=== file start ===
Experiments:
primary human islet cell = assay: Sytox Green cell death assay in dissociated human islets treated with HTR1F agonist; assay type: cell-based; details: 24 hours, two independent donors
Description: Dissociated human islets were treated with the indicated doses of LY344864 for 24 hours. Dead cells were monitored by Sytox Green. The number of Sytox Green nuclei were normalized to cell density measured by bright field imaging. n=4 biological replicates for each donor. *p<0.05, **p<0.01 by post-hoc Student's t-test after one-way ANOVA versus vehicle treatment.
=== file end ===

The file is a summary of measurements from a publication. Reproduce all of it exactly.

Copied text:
Experiments:
primary human islet cell = assay: Sytox Green cell death assay in dissociated human islets treated with HTR1F agonist; assay type: cell-based; details: 24 hours, two independent donors
Description: Dissociated human islets were treated with the indicated doses of LY344864 for 24 hours. Dead cells were monitored by Sytox Green. The number of Sytox Green nuclei were normalized to cell density measured by bright field imaging. n=4 biological replicates for each donor. *p<0.05, **p<0.01 by post-hoc Student's t-test after one-way ANOVA versus vehicle treatment.